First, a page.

misstating one of the key changes of the republican health care plan with a vote as early as this week. >> preexisting conditions are in the bill and i mandated it. i said it has to be. >> reporter: in fact, the latest amendment isn't that clear and allows states to get a waiver that would let insurers charge people with preexisting conditions more for coverage. the president tonight arguing the plan still isn't final. punctuating president trump's new round of interviews, this stunning comment about president andrew jackson. >> he was really angry that he saw what was happening with regard to the civil war. >> reporter: jackson himself a slave owner died 16 years before the civil war. >> people don't ask that question, but why was there the civil war? why could that one not have been worked out? >> he seemed to skirt around it when he said why was that one not worked out? that one is slavery. >> let's take it back to the markets. we have plenty of pmis in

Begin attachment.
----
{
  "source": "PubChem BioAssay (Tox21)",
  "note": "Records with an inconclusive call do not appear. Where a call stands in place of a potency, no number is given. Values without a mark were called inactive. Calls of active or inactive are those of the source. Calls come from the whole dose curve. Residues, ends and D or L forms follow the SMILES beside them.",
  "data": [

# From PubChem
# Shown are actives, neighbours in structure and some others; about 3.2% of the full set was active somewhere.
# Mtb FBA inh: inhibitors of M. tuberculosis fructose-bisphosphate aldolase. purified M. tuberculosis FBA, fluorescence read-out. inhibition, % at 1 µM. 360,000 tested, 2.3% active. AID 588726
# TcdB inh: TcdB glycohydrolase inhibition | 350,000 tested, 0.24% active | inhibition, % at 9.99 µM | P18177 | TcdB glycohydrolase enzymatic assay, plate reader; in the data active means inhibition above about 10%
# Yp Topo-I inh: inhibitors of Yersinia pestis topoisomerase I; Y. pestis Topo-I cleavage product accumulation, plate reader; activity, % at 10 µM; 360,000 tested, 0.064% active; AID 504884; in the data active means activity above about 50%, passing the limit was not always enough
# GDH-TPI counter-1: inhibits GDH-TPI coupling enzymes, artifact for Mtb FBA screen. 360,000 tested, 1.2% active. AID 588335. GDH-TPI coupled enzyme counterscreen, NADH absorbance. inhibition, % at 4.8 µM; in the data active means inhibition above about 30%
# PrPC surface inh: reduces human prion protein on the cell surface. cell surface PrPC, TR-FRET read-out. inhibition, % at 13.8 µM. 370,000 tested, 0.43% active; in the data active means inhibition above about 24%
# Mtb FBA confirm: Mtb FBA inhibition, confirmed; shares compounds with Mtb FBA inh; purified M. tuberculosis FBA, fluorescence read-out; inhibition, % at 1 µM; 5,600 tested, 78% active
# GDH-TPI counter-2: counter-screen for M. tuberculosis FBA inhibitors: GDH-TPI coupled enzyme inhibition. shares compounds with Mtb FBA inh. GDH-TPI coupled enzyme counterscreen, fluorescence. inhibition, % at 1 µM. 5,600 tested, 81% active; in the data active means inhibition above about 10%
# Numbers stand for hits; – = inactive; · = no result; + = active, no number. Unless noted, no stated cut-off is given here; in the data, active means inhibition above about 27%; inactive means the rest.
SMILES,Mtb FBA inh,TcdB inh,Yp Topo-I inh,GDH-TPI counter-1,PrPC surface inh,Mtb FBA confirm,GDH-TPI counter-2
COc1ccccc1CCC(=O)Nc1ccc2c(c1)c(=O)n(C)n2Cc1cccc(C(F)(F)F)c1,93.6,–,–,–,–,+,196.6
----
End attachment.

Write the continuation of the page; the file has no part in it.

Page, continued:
europe. the uk pmi for the month of april. the manufacturing pmi came in at 57.3. that was the highest number in three years. pretty much confounding everyone's expectations. people were expecting a drop to 54. so there you go. we saw a pop in sterling/dollar. but back off those levels now. 1.2891 is the current handle. u.s. fought chores, we are expecting a slightly higher start to the trading session. the dow jones seen up by 13 points. that's it for today's show. i'm carolin roth. "worldwide exchange" is up next. we'll see you same time same place tomorrow. bye-bye. if you want to stay on top of your health,
good morning. earnings central. bp beats the street on higher oil prices and the being name to watch next -- apple. we'll get you geared up for results. financial shock. president trump says he is considering breaking up the big banks. the volatile trading reaction coming up. and the rise of the wo bot. credit suisse makes a push to replace the man for the machine. that story coming up. it's tuesday, may 2, 2017. "worldwide exchange" begins right now. ♪ >> good morning. warm welcome to "worldwide exchange" on cn